In 1982, Meadowbrook Mall went under new ownership and was then renamed Bama Mall. This would just be the first of several changes through the decade as community malls nationwide quickly fell out of favor. The next was the sale of Murphy's to Ames. Ames obviously was disinterested in the store and put it up for sale in 1985, closing the store. Soon after, Wal-Mart made its entry into the mall opening in the former Murphy's in 1987. Wal-Mart had previously been located at Wood Square Shopping Center in an old Kuhn's Big K. While the mall was in decline at that point, the traffic generated from Wal-Mart kept the mall marginally viable. This changed drastically, however, when Wal-Mart decided to relocate their store to Skyland Blvd in 1993 after operating there a mere six years.
Aerial shot of the mall looking south with Murphy's on the left, the mall in the center and Kroger on the right. The first image shows a map of how the mall was originally configured. Note that part of the original mall corridor remains in front of Bama 6 Theaters.
Drawing of the Murphy's store at the mall.
Ad with logo and list of tenants at original Meadowbrook Mall. Morrison's Cafeteria did not open at the mall initially.
Photo from 1982 at the renaming ceremony of Meadowbrook Mall to Bama Mall.
McFarland Plaza sign today. It looks like it is supported on the same poles as the original sign.
Bama Mall died a slow death up into the early 90's. However, the departure of Wal-Mart was the final blow to the enclosed portion of the mall. In 1995, the last tenant in the mall left known as Alrenco. Kroger had also left as well, replaced by Delchamps in 1994 and Bruno's later in 1998, which has also apparently since closed. At that point, the mall owners felt the best course of action was to let the existing tenants fronting the mall expand their stores lengthwise through the mall corridor. Two had already done so, Cato and Big "B" Drugs, thus the owners felt that the best use of the dead mall was to do the same for the rest of it. At that point, the Bama 6 theaters were all that was left requiring mall access, and they continue to operate at the mall into the late 00's. As a result, since the mid-1990's the original mall never really disappeared, it was simply filled in to appear like a regular strip mall. By 2001, all of the mall was gone except for the portion immediately in front of Bama 6 Theaters.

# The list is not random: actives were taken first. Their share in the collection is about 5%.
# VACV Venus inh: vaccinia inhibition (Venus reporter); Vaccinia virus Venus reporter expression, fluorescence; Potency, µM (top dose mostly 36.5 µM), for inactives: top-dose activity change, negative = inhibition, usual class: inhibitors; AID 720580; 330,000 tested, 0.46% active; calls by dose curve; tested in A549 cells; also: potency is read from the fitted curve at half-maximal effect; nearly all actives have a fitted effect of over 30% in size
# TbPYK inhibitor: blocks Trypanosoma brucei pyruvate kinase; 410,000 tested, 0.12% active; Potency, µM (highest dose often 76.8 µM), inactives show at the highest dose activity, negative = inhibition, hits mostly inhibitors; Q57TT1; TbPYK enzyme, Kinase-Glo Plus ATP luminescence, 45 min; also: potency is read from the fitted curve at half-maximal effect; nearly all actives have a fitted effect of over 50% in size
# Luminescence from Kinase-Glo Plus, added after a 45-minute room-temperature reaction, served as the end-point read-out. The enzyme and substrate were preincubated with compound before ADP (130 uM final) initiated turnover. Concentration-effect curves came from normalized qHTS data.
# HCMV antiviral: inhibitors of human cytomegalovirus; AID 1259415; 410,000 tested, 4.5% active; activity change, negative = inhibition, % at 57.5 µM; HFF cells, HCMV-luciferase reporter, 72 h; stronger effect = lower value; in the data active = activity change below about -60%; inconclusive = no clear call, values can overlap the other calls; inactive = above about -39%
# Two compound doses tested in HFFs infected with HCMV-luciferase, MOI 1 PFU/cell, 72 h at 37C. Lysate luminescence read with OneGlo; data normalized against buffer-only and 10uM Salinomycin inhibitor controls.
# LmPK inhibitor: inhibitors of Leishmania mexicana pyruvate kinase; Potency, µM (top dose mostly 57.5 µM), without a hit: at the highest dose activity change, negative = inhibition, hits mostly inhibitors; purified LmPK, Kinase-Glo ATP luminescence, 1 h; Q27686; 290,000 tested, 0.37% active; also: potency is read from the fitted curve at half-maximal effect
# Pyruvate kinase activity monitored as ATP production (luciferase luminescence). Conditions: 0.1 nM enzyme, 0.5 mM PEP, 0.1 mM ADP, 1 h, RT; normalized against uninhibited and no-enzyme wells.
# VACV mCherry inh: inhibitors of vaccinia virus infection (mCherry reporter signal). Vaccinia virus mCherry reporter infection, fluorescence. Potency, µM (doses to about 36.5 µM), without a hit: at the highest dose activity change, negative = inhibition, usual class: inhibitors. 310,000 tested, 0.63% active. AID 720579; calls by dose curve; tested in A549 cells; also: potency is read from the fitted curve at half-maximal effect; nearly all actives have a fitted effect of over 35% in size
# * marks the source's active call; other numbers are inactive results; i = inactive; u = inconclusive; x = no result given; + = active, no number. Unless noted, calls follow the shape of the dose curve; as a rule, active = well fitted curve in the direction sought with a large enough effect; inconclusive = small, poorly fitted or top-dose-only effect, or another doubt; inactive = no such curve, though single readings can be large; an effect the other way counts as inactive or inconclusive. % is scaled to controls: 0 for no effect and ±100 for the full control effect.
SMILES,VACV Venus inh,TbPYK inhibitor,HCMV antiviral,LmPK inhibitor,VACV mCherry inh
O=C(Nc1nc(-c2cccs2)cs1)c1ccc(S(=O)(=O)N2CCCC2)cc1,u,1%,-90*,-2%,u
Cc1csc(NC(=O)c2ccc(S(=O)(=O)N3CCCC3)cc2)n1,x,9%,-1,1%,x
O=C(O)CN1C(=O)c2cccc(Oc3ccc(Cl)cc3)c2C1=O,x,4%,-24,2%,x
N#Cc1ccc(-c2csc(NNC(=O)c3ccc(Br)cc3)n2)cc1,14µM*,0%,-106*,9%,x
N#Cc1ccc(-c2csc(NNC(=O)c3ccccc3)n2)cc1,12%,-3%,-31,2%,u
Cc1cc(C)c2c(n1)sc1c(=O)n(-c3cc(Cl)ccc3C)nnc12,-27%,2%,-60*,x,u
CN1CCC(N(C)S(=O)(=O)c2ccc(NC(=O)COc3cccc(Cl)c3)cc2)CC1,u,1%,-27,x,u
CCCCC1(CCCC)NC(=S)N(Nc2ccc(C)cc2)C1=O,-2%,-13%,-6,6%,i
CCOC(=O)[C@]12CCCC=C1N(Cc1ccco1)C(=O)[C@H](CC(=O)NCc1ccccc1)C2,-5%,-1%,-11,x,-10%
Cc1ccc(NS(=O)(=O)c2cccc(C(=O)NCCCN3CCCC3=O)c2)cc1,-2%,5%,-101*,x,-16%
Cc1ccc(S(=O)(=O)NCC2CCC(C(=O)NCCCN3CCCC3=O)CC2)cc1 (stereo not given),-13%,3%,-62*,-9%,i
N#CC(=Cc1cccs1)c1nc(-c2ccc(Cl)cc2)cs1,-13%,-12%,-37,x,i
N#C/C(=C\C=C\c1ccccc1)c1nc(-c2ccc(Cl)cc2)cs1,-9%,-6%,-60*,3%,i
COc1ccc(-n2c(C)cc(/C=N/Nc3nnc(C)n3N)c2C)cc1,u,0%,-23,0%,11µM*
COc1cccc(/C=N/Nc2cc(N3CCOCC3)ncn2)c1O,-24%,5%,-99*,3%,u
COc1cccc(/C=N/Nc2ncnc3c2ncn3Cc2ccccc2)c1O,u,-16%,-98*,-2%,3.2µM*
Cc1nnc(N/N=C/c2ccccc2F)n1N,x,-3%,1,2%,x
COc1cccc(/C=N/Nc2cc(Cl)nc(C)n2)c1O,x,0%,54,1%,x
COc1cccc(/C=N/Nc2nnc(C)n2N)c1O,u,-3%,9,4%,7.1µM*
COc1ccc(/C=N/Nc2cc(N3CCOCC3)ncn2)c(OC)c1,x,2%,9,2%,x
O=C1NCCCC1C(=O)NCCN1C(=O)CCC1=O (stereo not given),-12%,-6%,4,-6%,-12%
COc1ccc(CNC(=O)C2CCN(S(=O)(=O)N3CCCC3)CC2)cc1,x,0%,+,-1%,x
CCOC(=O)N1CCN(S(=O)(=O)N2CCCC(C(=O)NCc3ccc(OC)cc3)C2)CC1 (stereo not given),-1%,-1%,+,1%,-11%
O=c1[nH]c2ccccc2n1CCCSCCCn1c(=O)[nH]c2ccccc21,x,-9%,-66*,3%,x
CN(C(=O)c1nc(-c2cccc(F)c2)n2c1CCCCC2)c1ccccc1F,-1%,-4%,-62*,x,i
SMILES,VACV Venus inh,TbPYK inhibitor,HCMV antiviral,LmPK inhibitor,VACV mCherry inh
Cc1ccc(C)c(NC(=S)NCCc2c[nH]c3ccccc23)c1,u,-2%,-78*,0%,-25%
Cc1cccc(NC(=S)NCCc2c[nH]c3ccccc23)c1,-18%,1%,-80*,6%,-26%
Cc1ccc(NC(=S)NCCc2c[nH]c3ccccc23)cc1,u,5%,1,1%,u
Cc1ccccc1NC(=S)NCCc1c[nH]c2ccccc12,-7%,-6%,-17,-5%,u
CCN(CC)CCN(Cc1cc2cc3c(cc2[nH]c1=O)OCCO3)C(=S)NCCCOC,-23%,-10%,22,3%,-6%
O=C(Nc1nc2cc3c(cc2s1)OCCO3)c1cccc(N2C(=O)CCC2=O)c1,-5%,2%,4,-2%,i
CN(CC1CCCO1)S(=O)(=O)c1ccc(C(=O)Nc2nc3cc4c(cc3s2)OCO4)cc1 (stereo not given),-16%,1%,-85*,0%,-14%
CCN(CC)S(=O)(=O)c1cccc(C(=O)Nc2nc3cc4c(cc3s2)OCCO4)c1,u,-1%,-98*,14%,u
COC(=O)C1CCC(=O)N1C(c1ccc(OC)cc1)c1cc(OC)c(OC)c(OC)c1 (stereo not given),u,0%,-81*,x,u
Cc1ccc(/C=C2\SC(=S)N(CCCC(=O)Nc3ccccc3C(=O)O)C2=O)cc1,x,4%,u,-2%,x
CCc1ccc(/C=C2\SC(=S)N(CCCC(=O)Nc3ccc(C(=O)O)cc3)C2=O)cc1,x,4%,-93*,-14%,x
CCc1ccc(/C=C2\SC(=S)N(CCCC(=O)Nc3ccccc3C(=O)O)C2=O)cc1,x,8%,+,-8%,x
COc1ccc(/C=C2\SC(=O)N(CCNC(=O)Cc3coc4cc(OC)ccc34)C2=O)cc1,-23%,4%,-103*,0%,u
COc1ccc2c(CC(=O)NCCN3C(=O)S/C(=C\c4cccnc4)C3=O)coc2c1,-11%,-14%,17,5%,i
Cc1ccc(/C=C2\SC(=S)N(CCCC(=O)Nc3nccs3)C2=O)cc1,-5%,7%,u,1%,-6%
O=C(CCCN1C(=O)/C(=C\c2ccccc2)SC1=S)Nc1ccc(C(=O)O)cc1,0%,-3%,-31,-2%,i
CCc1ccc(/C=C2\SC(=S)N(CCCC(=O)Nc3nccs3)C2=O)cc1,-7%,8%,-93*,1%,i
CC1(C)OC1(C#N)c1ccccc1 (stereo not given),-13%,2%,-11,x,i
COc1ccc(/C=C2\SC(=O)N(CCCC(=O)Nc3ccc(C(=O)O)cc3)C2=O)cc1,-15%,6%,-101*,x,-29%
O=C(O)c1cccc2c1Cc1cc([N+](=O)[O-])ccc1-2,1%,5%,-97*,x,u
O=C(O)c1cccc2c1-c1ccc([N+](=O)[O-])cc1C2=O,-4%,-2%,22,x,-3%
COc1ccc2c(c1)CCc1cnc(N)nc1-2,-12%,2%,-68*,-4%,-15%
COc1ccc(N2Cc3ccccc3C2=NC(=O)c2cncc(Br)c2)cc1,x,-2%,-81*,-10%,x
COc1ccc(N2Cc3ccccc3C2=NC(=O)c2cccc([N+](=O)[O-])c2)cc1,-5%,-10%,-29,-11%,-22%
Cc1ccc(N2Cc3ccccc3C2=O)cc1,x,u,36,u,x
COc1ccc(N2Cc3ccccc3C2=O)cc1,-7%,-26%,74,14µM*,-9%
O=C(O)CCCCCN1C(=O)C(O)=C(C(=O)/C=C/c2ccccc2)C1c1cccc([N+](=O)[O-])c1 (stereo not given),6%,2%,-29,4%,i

A look at the Kroger wing of the mall, which today is subdivided into smaller tenants including Cato and Stein Mart. Old Navy was on the left.
A look at the Murphy's/Wal-Mart wing. The wing was subdivided into Toys 'R' Us, Office Max and Circuit City (closed, in the foreground).
Entrance to Bama 6 Theaters in the center, which was previously the only direct entrance to the mall before it was demolished. This is all that remains of the original mall today.
Since 1995, the Wal-Mart was subdivided completely into smaller tenants. Campo Electronics (today Office Max) and Toys "R" Us were included in the original redeveloped store. When the rest of the mall was gutted into individual front-facing shops, the front was renovated and the name changed to McFarland Plaza after McFarland Blvd. Tenants a few years ago included Circuit City, OfficeMax, Old Navy, Shoe Carnival, SteinMart, Toys R Us and Bama 6 Cinema. Both Circuit City and Bama 6 Cinemas have since closed, but the redeveloped strip mall continues to do fairly well, but is showing signs that it is beginning to struggle. The main problems are that Circuit City planned to move in 2007 and is now out-of-business, and Bama 6 Cinemas also closed in 2007. Old Navy also left the center for a new lifestyle center constructed across from University Mall recently as well. If not for the vacant Bama 6, however, there would be no way to tell this was ever a mall. The subdividing of Kroger and Murphy's/Wal-Mart disguised its past even more. Basically, Tuscaloosa's second mall is now long forgotten as a basic strip mall, but it formed an interesting chapter in a city that has been overmalled for over 30 years.
A dark, dirty, musty and lonely corridor leads from the parking lot to the Bama 6 Theaters. These must have been quite seedy at the end.
Approaching the entrance to what is left of the mall corridor in front of Bama 6 Theaters. What was that store to the right?
Oddly, where the mall continued on each side of the theater entrance was replaced with doors to the outside in lieu of just walling it off. These doors enter to what is now the back of the strip. It is rather spooky.
Looking straight on at the box office fronted with a hideous shade of purple carpet.